State legislation filed today by a Democrat lawmaker would assess a nickel-per-barrel fee on all “deleterious substances” pumped into any commercial injection or disposal well in Oklahoma.
House Bill 1330 by Minority Floor Leader Rep. David Perryman (D-Dist. 56) defines “deleterious substances” to include “any chemical, saltwater, oil field brine, waste oil, waste emulsified oil, basic sediment, mud or injurious substances produced or used in the drilling, development, production, transportation, refining and processing of oil, gas or brine mining.”
Operators of commercial disposal wells in this state would be required by HB 1330 to maintain logs of all loads of deleterious substances disposed at their wells. The information would have to include the amount received, the location of the source, and the operator/owner of the source of the “deleterious substance”.
A disposal fee of a nickel per barrel of oilpatch wastewater would have generated $77 million in both 2014 and 2015. HB 1330 does not specify how the revenue from the proposed disposal fee would be allocated.
Literally “an ocean” of saltwater and wastewater from oil and gas exploration/production has been pumped into disposal wells in Oklahoma in recent years, Democrat Party activist Richard Morrissette, a former legislator, noted.
Perryman noted that millions of gallons of that wastewater originates outside of Oklahoma, and neither the saltwater nor the production that caused it generates revenue for this state. Oklahoma Corporation Commission (OCC) records show that commercial disposal well operators in Oklahoma accepted 2.44 million barrels of saltwater (102 million gallons) from oil/gas activities in five neighboring states – Texas Kansas, Arkansas, New Mexico and Colorado – in 2015.
HB 1330 provides that if the wastewater is generated from an Oklahoma oil or gas well on which gross production taxes would be paid, the operator could reduce the amount of gross production taxes due by the amount of nickel-per-barrel fees paid. Consequently, Oklahoma oil and gas wells that already generate gross production taxes for the state would not be required to pay additional taxes after the credit was applied.
“Oklahoma should not be serving as the repository for out-of-state wastewater and having to cope with seismic activity caused in part by out-of-state wastewater injection, and not receive any revenue as a result of the disposal of out-of-state wastewater,” Perryman asserted.
Naturally occurring saltwater, also known as “produced” water and “fossil” water, is a by-product of oil and gas exploration.
A typical well in Oklahoma produces about 10 barrels of saltwater for every barrel of oil. However, Arnella Karges, executive vice president of the Oklahoma Oil and Gas Association, said during a legislative study Oct. 25 at the State Capitol that wells in the Mississippi Lime Formation sometimes produce 50 to 100 barrels of brine for every barrel of oil extracted.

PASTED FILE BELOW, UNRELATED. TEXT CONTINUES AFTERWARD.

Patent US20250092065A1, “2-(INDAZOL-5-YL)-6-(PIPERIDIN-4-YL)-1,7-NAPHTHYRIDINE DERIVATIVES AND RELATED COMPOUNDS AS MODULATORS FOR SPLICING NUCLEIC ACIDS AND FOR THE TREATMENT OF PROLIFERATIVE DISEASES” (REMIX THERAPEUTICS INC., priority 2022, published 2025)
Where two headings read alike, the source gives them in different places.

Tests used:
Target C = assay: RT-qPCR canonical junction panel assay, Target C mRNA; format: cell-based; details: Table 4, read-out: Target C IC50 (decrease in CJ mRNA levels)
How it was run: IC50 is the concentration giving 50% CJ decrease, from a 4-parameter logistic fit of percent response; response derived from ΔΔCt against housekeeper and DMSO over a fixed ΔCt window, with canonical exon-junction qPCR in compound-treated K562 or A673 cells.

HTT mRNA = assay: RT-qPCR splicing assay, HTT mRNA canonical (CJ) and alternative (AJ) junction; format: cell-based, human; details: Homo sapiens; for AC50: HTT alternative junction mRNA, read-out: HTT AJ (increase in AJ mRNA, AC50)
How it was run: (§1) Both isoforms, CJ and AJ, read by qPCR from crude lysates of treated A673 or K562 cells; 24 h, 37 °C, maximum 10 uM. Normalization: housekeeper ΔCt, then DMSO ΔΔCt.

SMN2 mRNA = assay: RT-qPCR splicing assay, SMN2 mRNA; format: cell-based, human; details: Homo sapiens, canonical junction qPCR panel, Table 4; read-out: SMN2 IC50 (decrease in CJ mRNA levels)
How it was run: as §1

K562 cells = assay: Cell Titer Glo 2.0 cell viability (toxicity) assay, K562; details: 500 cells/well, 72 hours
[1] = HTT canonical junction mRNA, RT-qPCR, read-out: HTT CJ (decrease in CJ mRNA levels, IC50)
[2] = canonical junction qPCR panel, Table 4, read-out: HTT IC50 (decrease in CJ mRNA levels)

According to records of the Corporation Commission, which regulates the energy industry in this state, more than 1.5 billion 42-gallon barrels of produced water were injected into Oklahoma disposal wells in 2014 and again in 2015.
OCC records reflect that 6.37 billion barrels of oilfield waste (267 billion gallons of fluid) were injected into Oklahoma disposal wells in the five-year period of 2011-15. That volume is equivalent to 11 Lake Hefners, three and a half Sardis lakes, nearly two Kaw lakes, six and a half Lugert-Altus lakes, or two and a half Fort Gibson lakes.
Energy producers currently pump this wastewater into injection wells that extend a mile or more belowground.
OCC ledgers list 195,000 wells in Oklahoma that are classified as “active.” Of those, the commission has issued permits for approximately 4,500 Class II wastewater disposal wells, and, on average, about 3,200 of them are in operation in any given year, Skinner has said.
Approximately 1,000 of those disposal wells penetrate the subterranean Arbuckle Formation. In an effort to reduce seismic activity – earthquakes – the Corporation Commission has shut down or scaled back operations at approximately 700 of those disposal wells, which are situated in a 15,000 square-mile seismically active “area of interest” that extends across northern, central and northwestern Oklahoma.
Volume meters and pressure gauges have been installed on all of the disposal wells in the Arbuckle area-of-interest, Skinner said. The Corporation Commission requires operators of disposal wells in the Arbuckle area-of-interest to report volumes once a week, “at a minimum,” while the others across the state are obligated to report just once a year, Skinner said. “The annuals are not due until April,” he added.